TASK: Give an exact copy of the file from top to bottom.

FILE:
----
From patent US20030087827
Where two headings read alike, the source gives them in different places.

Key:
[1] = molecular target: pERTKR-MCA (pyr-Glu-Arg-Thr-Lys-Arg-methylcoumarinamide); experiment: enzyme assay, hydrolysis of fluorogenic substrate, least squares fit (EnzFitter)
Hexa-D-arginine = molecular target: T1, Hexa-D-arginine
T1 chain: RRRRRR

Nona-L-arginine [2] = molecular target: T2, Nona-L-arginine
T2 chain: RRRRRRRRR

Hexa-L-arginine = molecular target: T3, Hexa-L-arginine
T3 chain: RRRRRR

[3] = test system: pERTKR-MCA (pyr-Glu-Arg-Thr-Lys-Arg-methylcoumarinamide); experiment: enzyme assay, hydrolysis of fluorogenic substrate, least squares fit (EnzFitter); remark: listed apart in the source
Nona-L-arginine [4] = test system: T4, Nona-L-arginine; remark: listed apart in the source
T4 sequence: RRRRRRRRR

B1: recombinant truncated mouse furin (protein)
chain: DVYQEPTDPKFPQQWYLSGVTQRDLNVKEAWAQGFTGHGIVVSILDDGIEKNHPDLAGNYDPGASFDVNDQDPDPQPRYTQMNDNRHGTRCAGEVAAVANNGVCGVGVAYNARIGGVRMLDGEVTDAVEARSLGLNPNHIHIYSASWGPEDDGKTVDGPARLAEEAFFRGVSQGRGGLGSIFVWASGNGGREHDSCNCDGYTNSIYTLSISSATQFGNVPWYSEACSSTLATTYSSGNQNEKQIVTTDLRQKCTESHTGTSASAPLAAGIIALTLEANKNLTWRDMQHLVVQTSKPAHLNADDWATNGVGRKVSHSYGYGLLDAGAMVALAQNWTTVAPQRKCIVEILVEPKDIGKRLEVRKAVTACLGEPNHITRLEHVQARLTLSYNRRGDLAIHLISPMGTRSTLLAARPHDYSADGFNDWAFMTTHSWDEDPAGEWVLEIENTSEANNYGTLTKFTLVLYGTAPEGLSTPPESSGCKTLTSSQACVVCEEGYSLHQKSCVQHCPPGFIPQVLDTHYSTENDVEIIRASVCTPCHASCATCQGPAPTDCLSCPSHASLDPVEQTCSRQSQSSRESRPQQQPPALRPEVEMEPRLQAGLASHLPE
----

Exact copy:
From patent US20030087827
Where two headings read alike, the source gives them in different places.

Key:
[1] = molecular target: pERTKR-MCA (pyr-Glu-Arg-Thr-Lys-Arg-methylcoumarinamide); experiment: enzyme assay, hydrolysis of fluorogenic substrate, least squares fit (EnzFitter)
Hexa-D-arginine = molecular target: T1, Hexa-D-arginine
T1 chain: RRRRRR

Nona-L-arginine [2] = molecular target: T2, Nona-L-arginine
T2 chain: RRRRRRRRR

Hexa-L-arginine = molecular target: T3, Hexa-L-arginine
T3 chain: RRRRRR

[3] = test system: pERTKR-MCA (pyr-Glu-Arg-Thr-Lys-Arg-methylcoumarinamide); experiment: enzyme assay, hydrolysis of fluorogenic substrate, least squares fit (EnzFitter); remark: listed apart in the source
Nona-L-arginine [4] = test system: T4, Nona-L-arginine; remark: listed apart in the source
T4 sequence: RRRRRRRRR

B1: recombinant truncated mouse furin (protein)
chain: DVYQEPTDPKFPQQWYLSGVTQRDLNVKEAWAQGFTGHGIVVSILDDGIEKNHPDLAGNYDPGASFDVNDQDPDPQPRYTQMNDNRHGTRCAGEVAAVANNGVCGVGVAYNARIGGVRMLDGEVTDAVEARSLGLNPNHIHIYSASWGPEDDGKTVDGPARLAEEAFFRGVSQGRGGLGSIFVWASGNGGREHDSCNCDGYTNSIYTLSISSATQFGNVPWYSEACSSTLATTYSSGNQNEKQIVTTDLRQKCTESHTGTSASAPLAAGIIALTLEANKNLTWRDMQHLVVQTSKPAHLNADDWATNGVGRKVSHSYGYGLLDAGAMVALAQNWTTVAPQRKCIVEILVEPKDIGKRLEVRKAVTACLGEPNHITRLEHVQARLTLSYNRRGDLAIHLISPMGTRSTLLAARPHDYSADGFNDWAFMTTHSWDEDPAGEWVLEIENTSEANNYGTLTKFTLVLYGTAPEGLSTPPESSGCKTLTSSQACVVCEEGYSLHQKSCVQHCPPGFIPQVLDTHYSTENDVEIIRASVCTPCHASCATCQGPAPTDCLSCPSHASLDPVEQTCSRQSQSSRESRPQQQPPALRPEVEMEPRLQAGLASHLPE